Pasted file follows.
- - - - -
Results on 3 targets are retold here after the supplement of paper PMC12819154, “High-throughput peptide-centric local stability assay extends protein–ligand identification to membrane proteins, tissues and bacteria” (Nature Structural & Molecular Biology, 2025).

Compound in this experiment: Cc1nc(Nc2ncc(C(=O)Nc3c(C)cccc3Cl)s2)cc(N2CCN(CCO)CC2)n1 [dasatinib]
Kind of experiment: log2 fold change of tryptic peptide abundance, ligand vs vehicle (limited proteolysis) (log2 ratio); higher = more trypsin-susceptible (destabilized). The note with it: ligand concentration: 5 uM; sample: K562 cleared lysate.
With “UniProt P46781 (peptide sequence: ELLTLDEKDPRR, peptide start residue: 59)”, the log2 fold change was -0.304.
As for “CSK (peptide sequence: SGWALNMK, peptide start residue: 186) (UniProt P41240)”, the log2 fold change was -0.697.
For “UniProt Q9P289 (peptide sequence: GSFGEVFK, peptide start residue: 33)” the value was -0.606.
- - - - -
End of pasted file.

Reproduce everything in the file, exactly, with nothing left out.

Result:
Results on 3 targets are retold here after the supplement of paper PMC12819154, “High-throughput peptide-centric local stability assay extends protein–ligand identification to membrane proteins, tissues and bacteria” (Nature Structural & Molecular Biology, 2025).

Compound in this experiment: Cc1nc(Nc2ncc(C(=O)Nc3c(C)cccc3Cl)s2)cc(N2CCN(CCO)CC2)n1 [dasatinib]
Kind of experiment: log2 fold change of tryptic peptide abundance, ligand vs vehicle (limited proteolysis) (log2 ratio); higher = more trypsin-susceptible (destabilized). The note with it: ligand concentration: 5 uM; sample: K562 cleared lysate.
With “UniProt P46781 (peptide sequence: ELLTLDEKDPRR, peptide start residue: 59)”, the log2 fold change was -0.304.
As for “CSK (peptide sequence: SGWALNMK, peptide start residue: 186) (UniProt P41240)”, the log2 fold change was -0.697.
For “UniProt Q9P289 (peptide sequence: GSFGEVFK, peptide start residue: 33)” the value was -0.606.